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Dr. Corinne: Staying Healthy by Eating Healthy, How to Properly Store Fruits & Veggies for Maximum Life
Dr. Corinne Weaver : Nov 13, 2020 Dr. Corinne Weaver
Storing produce in plain sight will also remind you to eat them!
Eating healthy requires more fruits and veggies but fresh produce can be expensive. There's nothing more annoying than getting to your fruits and veggies one day too late when they're no longer edible. Let's explore tips and tricks that you can use to extend the shelf-life of your produce. (Image: Pixabay)
Which fruits and veggies should sit on your kitchen counter or in a fruit bowl? The ones that are more sensitive to cold temperatures and actually stay fresher when stored at room temperature!
Garlic, Grapefruit, Green Beans
Summer Squash, Sweet Potatoes
Watermelon, Winter Squash
If you've been storing these fruits and veggies in the fridge, they're taking up valuable space! Keep them on the counter instead. Storing produce in plain sight will also remind you to eat them!
These types of produce prefer chillier temperatures and will stay fresher for longer if they live in the fridge:
Blueberries, Broccoli, Brussels Sprouts
Cabbage, Carrots, Cauliflower, Cherries, Cilantro, Corn
Dark leafy greens
Parsley, Peas, Pomegranate
Some fruits and veggies are more temperamental and prefer to be stored on the counter until ripe, then moved to the fridge to stay ripe.
Temperamental items include:
Papayas, Peaches, Pears, Pineapple, Plums
Determining whether to store your produce in or out of the fridge is only half of the battle—the other factor you have to consider is whether you can store specific fruits and veggies together, or if you should separate them.
As a rule of thumb, keep apples, avocados, stone fruits, pears, bananas, and tomatoes away from other fruits and veggies, especially leafy greens—the ethylene gas that these fruits and veggies release can speed up the ripening process into hyperdrive.
Gas producers include:
Apricots, Apples, Avocados
Gas sensitive fruits and veggies include:
Bananas (ripe), Broccoli, Brussels Sprouts
Cabbage, Carrots, Cauliflower, Cucumbers
Squash, Sweet Potatoes
Looking for rock hard avocado to ripen in time for taco Tuesday? Place it in a paper bag with a ripe banana! You can do the same with stone fruits like peaches, plums and apricots.
Ethylene is a plant hormone that's often thought of as an 'aging hormone' for plants of all kinds.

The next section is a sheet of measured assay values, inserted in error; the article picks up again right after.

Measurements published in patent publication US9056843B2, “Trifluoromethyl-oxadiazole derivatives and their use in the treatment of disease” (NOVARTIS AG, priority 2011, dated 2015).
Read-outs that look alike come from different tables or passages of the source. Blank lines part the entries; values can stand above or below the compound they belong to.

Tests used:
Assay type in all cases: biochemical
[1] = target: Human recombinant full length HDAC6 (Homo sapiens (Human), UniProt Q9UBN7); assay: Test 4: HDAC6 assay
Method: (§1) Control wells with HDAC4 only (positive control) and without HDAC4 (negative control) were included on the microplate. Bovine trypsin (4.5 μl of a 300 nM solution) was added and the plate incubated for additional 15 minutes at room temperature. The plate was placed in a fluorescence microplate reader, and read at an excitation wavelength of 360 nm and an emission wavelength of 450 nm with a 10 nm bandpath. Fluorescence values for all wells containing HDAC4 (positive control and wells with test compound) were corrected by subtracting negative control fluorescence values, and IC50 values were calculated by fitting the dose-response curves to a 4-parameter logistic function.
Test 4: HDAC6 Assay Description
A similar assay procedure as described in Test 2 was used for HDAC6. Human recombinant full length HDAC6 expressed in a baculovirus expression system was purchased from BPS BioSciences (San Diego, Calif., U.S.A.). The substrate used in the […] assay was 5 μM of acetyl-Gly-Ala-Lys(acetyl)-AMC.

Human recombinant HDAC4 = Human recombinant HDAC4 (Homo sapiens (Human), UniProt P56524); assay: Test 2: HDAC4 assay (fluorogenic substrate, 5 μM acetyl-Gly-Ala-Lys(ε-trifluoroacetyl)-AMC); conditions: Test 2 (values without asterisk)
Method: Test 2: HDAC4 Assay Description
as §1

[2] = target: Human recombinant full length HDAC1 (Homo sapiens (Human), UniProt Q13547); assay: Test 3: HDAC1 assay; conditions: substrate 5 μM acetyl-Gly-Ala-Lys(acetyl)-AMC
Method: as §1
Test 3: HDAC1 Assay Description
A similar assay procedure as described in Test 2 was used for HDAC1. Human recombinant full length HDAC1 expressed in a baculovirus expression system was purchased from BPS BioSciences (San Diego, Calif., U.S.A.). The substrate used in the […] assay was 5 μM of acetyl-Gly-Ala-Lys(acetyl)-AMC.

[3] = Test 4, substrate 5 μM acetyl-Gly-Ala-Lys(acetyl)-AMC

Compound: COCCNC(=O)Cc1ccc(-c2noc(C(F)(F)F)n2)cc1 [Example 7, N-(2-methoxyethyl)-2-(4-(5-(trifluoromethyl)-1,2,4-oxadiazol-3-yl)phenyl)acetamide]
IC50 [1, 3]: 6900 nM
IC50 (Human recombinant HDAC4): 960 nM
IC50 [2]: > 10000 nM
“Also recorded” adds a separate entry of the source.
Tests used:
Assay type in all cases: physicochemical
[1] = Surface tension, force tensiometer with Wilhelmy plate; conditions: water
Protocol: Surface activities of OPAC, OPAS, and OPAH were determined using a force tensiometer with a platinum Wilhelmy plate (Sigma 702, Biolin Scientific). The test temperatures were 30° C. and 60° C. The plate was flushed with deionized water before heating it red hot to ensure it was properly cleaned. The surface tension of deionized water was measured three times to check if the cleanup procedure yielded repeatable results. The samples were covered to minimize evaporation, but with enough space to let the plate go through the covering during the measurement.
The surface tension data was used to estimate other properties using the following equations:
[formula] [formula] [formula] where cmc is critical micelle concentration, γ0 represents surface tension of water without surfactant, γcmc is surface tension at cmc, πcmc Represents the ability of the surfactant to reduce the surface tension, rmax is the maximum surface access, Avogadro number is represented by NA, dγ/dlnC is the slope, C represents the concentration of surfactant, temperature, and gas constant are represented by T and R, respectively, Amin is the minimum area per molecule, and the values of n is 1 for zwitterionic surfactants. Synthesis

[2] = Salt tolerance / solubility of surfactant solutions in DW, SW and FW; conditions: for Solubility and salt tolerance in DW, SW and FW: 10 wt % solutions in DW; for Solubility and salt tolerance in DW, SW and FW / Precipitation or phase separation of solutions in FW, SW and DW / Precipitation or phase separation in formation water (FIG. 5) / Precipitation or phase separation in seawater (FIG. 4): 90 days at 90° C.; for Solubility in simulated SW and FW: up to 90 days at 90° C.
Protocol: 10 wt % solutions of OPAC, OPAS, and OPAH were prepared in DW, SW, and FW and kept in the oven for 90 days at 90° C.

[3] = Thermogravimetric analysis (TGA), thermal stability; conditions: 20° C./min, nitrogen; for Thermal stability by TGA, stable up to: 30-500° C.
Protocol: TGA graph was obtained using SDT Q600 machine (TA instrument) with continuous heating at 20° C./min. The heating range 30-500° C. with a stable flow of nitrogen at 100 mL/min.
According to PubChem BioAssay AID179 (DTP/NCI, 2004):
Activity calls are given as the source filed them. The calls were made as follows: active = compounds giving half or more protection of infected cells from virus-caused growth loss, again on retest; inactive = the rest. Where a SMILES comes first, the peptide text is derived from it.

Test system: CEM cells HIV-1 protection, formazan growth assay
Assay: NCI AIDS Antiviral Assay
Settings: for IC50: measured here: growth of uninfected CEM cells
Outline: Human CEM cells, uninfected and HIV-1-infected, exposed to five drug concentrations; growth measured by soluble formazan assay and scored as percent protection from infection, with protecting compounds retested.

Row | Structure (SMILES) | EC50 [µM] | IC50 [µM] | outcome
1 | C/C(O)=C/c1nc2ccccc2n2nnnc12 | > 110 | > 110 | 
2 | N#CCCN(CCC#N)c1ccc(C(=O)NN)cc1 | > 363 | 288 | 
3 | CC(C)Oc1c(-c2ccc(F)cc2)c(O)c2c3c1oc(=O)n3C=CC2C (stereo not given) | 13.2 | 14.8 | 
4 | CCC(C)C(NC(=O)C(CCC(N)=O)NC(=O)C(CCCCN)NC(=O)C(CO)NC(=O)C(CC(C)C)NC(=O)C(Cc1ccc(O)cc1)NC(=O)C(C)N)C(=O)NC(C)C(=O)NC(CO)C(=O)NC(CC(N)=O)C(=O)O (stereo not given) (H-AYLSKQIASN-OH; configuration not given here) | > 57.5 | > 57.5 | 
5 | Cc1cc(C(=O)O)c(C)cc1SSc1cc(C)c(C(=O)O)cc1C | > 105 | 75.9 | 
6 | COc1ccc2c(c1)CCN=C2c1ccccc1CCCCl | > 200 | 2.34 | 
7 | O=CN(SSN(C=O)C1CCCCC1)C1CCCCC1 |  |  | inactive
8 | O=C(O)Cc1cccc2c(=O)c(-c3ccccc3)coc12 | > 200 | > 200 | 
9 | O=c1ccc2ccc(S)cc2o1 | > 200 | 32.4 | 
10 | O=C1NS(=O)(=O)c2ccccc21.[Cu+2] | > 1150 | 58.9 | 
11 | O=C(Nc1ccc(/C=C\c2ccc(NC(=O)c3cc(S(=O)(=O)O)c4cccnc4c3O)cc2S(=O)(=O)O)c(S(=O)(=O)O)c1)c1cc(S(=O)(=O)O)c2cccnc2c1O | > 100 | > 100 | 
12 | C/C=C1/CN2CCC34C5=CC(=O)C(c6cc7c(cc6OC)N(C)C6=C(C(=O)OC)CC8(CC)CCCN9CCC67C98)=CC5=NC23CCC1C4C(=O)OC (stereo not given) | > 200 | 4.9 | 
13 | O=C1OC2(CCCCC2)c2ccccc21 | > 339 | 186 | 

Fun fact: Nearly 100 years ago, researchers noticed that trees that were closer to gas street lamps had leaves that were wilting faster than trees that were stationed further away from gas lamps.
Onions should be kept in a dry, dark space, but separated from fellow dark and dry pantry dwellers such as potatoes, winter squash (acorn, butternut, pumpkins), sweet potatoes and watermelon. Why? Because they like to share their scent, and no one wants watermelon tinged with a hint of onion.
Onions that are nestled up against potatoes will cause them to wilt and sprout more quickly than they would if onions weren't present.
Scallions or green onions can go slimy or dry out pretty quickly if you store them incorrectly—next time you bring a bunch home from the store, place them in a tall glass or jar and fill the container with about two inches of water. Place a ziplock bag on top of the whole thing and stick it in the fridge.
When you use a scallion, don't throw away the white root! Instead, place it in another jar with some water and let it sit in the sunlight. Within a day or two, it will start resprouting, and you'll get a whole new bunch for free!
Once you slice fruits, they won't last as long as they do while they are whole. Fruits like apples, pears, bananas, and avocados shouldn't be sliced ahead of time if it can be helped since they'll brown quickly.
If you must prep something like apple slices ahead of time, submerge them in a bowl of cold water along with some lemon juice.
Avocados contain enzymes that create a brown pigment when exposed to oxygen, which is why your guacamole looks super unappetizing the day after you make it.
To avoid sliced avocado from going brown, squirt it with lemon or lime juice—the citric acid will buy you at least another day of green. You can also store sliced avocados in a container with large pieces of onion because the same gases that make your eyes burn when you chop up those bad boys will also help prevent oxidation in your avocado.
Another option to prevent browning is to keep the pit! Place the pit in the center of your guac or store a half-cut avocado with the pit in place. An alternative is to mash up your avocado, place it in a bowl or container, then cover it with a layer of water. This layer protects the avocado from oxygen, and because the avocado is dense, it won't soak up the water. Just pour it out before eating and add more when you're done!
Spinach and lettuce wilting too quickly? The most important thing to keep in mind is to keep the leaves dry! The best method for washing and storing leafy greens is to separate the leaves from the head and soak them in cold water for about five minutes. Then you'll want to gently swirl the leaves in the water and transfer them to a salad spinner to dry. If you don't have a salad spinner, you can use a large clean and dry dishcloth to gather and wrap leaves in, then gently bounce and shake excess water off. Transfer them to another dry towel to dry off completely, because storing wet leaves can turn your greens into a mushy mess almost overnight. Once you've got your greens rinsed and dried, line a container with paper towels and place them inside. The hard sides of the container will help protect the tender leaves from getting crushed, and the paper towels will absorb excess moisture.